While University faculty and staff members give students academic advice and assistance, each student is expected to take responsibility for his or her education and personal development. The student must know and abide by the academic and disciplinary policies given in this catalog and in General Information, including rules governing quantity of work, the standard of work required to continue in the University, scholastic probation and dismissal, and enforced withdrawal. The student must also know and meet the requirements of his or her degree program, including the University's basic education requirements; must enroll in courses appropriate to the program; must meet prerequisites and take courses in the proper sequence to ensure orderly and timely progress; and must seek advice about degree requirements and other University policies when necessary.
The student must give correct local and permanent addresses and telephone numbers to the Office of the Registrar and to the office of the student's dean and must notify these offices immediately of any changes in address or telephone number. Official correspondence is sent to the address last given to the registrar; if the student has moved and failed to correct this address, he or she will not be relieved of responsibility on the grounds that the correspondence was not delivered.
The student must verify his or her schedule of classes each semester, must see that necessary corrections are made, and must keep documentation of all schedule changes and other transactions.
All students should be familiar with the following sources of information:
University catalogs. General Information gives important information about academic policies and procedures that apply to all students. It includes the official academic calendar, admission procedures and residence requirements, and policies on quantity of work, grades and the grade point average, credit by examination and correspondence, adding and dropping courses, withdrawal from the University, and scholastic probation and dismissal. This catalog also gives historical and current information about the University's organization and physical facilities. It describes the services of the Division of Student Affairs and the libraries and research facilities that support the University's academic programs.
The Undergraduate Catalog gives information about degrees offered by the undergraduate divisions and lists the faculty. The chapter for each college or school describes the academic policies and procedures that apply to students in that division and lists the division's undergraduate courses. The Graduate Catalog and the Law School Catalog give similar information about graduate programs and the programs of the School of Law.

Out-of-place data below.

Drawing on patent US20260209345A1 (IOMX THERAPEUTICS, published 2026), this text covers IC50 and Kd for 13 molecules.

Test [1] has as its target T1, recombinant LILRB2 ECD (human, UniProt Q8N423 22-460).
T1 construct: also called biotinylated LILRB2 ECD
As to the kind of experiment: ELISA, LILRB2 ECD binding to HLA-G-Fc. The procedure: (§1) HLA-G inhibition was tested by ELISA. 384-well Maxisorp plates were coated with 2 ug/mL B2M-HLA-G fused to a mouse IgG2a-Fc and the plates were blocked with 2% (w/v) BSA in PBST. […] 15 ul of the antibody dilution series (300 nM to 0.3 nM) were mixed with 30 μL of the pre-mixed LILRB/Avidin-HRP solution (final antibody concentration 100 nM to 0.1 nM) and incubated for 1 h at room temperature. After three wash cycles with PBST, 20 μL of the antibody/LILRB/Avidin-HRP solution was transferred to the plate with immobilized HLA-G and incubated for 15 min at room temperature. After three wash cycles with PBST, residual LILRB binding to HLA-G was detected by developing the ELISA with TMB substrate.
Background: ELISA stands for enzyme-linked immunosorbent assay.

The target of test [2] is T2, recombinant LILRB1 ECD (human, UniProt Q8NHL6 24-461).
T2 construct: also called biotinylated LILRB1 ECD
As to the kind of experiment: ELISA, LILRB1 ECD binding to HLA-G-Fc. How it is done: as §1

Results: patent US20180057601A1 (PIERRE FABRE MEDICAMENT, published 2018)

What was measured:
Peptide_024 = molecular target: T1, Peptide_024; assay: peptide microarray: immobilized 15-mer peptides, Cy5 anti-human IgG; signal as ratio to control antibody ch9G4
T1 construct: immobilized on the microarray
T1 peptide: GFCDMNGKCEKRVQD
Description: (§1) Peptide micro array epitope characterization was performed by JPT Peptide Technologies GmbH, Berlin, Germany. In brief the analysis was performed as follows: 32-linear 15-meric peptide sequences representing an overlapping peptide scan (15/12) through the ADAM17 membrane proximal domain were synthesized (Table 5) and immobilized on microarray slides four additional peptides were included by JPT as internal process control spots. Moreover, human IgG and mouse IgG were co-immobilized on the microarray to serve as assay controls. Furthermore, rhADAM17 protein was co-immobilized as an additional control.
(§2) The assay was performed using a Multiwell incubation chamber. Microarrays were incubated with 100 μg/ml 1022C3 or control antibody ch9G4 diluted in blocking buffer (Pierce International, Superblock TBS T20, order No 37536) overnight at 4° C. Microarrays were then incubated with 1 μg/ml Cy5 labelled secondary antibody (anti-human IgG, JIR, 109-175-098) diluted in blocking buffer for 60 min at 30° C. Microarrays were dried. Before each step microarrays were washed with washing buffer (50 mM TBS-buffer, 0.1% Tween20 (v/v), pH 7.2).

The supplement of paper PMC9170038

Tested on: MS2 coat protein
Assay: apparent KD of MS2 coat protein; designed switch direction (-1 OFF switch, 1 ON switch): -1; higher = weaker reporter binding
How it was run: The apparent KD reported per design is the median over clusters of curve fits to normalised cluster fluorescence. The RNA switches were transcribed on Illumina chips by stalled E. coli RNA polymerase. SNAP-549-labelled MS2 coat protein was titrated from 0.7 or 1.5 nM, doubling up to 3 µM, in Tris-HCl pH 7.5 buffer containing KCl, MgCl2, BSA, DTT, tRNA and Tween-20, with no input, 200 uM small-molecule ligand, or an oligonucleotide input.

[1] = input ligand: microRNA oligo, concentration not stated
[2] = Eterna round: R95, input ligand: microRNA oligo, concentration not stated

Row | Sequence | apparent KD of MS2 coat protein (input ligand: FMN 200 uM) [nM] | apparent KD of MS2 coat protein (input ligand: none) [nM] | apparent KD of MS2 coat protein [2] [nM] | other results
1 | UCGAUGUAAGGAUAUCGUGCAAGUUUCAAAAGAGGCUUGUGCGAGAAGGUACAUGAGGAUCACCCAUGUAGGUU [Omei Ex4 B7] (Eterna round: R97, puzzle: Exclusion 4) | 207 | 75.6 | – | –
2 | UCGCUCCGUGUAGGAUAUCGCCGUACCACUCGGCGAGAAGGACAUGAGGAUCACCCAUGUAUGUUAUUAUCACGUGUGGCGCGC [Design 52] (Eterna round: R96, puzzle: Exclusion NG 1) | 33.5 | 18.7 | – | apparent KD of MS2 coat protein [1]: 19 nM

The Course Schedule. The Course Schedule is published by the Office of the Registrar and is available at campus-area bookstores and through the registrar's Web site before registration for each semester and summer session. It includes information about registration procedures; times, locations, instructors, prerequisites, and special fees of courses offered; and advising locations.
The University directory. The University directory is published and distributed by Texas Student Publications each fall. It gives addresses and telephone numbers of University offices and of students and faculty and staff members.
Dean's offices. In each college, the office of the assistant or associate dean for student affairs serves as a central source of information about academic affairs and student services. The student should consult the dean's office staff for information not provided in the publications listed above; a student who is in doubt about any University regulation should always seek clarification in the dean's office before proceeding.
The University holds commencement exercises at the end of the spring semester. Each college and school also holds a commencement ceremony in the spring, and many hold graduation exercises in the fall. Graduating students are encouraged to participate. Those who graduate in the summer or fall may attend Commencement the following spring. Each student should consult his or her dean early in the semester of graduation for information about commencement activities and procedures.
No degree will be conferred except on publicly announced dates.